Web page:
The crypto ecosystem is in week eight of systemic deleveraging, analogous to traditional finance’s (TradFI) 2008 Global Financial Crisis (GFC).
But one thing is clear about the driver of today’s selloff in BTC and ETH… It’s the plumbing, not the protocols.
Like the GFC, poor risk management at centralized finance (CeFi) institutions caused pipes and plumbing to fail…but the decentralized protocol of Bitcoin and hybrid Ethereum protocol remain intact.
- First, the failure of Terra stablecoin’s promise of stability from its algorithmic structure is like the failure of the Bear Stearns subprime loan funds, packaged as AAA mortgage funds in late 2007 and 2008 prior to the Bear Stearns and Lehman Failures.
- Today, we see the gating of redemptions by Celsius, BlockFI and others as analogous to the forced unwind of Long Term Capital’s leveraged bets in 1998 as well as the pulling of liquidity by the market from Bear Stearns, then Lehman.
- These were a function of a leveraged asset liability mismatch (Borrowing short, lending long) that unwound after the Terra collapse and likely accelerated after a perceived glitch in ETH 2.0 test net.
Unlike the GFC, the crypto ecosystem has no central bank to debase the protocols. Therefore, the storm of deleveraging activities by CeFi institutions such as Celsius and fellow lender Babel should not result in the debasement of Bitcoin or Ethereum. This is relevant because the integral properties of the Bitcoin and Ethereum networks to maintain purchasing power become even more important given the probability of a Fed pivot back to accommodative policy, further debasing the USD.
The historic price declines in the broader economy will likely continue until the Fed shifts policy to address them. It is the 3iQ Research team’s opinion that the inevitable breakdown in TradFI funding and/ or credit markets, à la Q4 2008, January 2019 and March 2020 will likely result in such a Fed Pivot. Different from these periods is the recent surge in inflation, catalyzed by global macro issues (e.g., China and Russia) now spiking prices to historic levels.
The Coiled Spring
The fed has hinted at or tried to reverse accommodative policy three other times (May 2013, Q3 of 2018 and– more aggressively– Q3 of 2019) before reversing course to attend to slow growth and failures in the plumbing of funding and credit markets. Today’s global macro setup makes the Fed’s attempt to hike and reduce liquidity even harder for two main reasons – with inflation being the core driver – see graph above for historical perspective:
1. A complex and leveraged economic set-up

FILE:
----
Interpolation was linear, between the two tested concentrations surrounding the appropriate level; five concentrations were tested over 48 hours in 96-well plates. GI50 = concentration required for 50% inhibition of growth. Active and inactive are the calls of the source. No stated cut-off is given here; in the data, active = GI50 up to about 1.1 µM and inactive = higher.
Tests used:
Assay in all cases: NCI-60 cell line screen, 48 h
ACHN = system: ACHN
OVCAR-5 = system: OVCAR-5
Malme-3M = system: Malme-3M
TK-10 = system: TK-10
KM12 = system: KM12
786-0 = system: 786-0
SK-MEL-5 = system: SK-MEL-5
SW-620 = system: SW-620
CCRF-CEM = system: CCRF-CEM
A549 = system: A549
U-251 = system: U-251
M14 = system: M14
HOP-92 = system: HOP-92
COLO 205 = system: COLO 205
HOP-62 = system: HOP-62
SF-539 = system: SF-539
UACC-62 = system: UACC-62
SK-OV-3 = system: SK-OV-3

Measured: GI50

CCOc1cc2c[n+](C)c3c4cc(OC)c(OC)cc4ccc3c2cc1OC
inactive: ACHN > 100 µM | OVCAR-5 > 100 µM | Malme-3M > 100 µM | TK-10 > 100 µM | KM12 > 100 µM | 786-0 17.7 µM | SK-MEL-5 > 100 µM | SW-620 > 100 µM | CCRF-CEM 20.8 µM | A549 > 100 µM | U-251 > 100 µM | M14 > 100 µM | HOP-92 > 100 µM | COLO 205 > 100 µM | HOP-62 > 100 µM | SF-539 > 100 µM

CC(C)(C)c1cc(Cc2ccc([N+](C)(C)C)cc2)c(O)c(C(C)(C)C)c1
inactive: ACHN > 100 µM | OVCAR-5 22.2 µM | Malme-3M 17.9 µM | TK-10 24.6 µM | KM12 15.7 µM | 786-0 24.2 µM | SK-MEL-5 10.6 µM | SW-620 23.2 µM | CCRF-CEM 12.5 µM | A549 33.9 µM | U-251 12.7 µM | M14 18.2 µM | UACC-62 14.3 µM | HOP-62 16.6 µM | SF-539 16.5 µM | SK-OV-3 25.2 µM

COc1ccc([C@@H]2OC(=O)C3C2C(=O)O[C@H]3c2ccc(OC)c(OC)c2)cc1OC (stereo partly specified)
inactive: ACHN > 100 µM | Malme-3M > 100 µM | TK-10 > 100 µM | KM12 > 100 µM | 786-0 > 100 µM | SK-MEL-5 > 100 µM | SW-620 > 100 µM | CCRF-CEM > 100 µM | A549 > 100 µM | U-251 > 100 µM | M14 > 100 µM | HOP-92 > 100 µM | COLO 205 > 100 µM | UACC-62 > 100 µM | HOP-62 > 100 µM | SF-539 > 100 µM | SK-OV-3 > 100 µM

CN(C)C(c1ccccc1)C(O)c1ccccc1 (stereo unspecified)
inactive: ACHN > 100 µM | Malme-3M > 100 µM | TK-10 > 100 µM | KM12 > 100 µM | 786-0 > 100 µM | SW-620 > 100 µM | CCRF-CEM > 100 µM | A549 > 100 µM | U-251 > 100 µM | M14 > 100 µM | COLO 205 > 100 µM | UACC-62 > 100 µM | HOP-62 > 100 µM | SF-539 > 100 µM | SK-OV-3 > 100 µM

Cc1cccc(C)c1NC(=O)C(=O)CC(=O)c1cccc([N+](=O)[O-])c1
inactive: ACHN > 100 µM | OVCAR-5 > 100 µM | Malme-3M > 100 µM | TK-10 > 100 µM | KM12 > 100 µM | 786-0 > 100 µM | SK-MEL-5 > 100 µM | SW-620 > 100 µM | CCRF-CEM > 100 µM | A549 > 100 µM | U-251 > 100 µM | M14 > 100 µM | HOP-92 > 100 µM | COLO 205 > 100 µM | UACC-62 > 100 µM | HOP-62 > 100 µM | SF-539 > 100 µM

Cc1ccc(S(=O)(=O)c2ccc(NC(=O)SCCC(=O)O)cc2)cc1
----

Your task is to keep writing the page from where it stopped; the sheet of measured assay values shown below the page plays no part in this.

- Today’s peak U.S. Debt/Gross Domestic Product (GDP) ratio is at the highest since WWII, and low growth in the face of record inflation creates an untenable situation for the Fed to address with monetary policy alone. Hiking rates into a peak debt load as growth slows invites recession at a minimum.
- Supply-chain constraints driving U.S. Producer Price Index (PPI) (see above) to record levels have less to do with Federal Policy (Fed) and more to do with global macro events, limiting Fed effectiveness. In fact, Fed tightening could impair the ability of companies to address choked supply chains, further exacerbating PPI.
- Additional factors distinguishing this hiking period from others are laid out in our inaugural publication, the Monetary Ratchet. As the title suggests, we believe the Fed will inevitably pivot back to accommodation per our opening comment.
2. A neutered banking system.
- Big Brother. The TradFi banking system had its washout in the 2008 GFC. After bailouts and bankruptcies, banks had their risk wings clipped by tighter regulations. This limited their ability to absorb and transfer risk during market dislocations like we see today. So, it is not surprising that when the Fed announced plans to reduce, then eliminate Treasury purchases AND raise rates, the UST10Y posted its worst 3M period since 1980. If the Fed isn’t buying and regulations have hamstrung the banks, who is the incremental buyer?
- Volatility Suppression. Prior to the Fed’s announcement of balance sheet reduction, their balance sheet grew from under $3 trillion prior to Covid-19 to almost $9 trillion in assets at the end of 2021. These purchases have suppressed rate and credit volatility by keeping the supply of money high and cost low. As the Fed steps back, the blowback has been clear, resulting in today’s historic moves and persistent volatility. (See Volatility Go Down for more).
- Soft Landings and Moral Hazard. This absorption of risk by the Fed did more than just delay systemic risk, it augmented it. The emergence of this price-insensitive buyer to the markets created distortions including the inability of consumers and industry to accurately assess risk. So, an obvious question to ask is, ‘Given market risk has been suppressed by the Fed and other central banks since 2008, how low can risk assets go without Fed support and will participants step in before a default cycle establishes a floor in prices?’
Implications for Crypto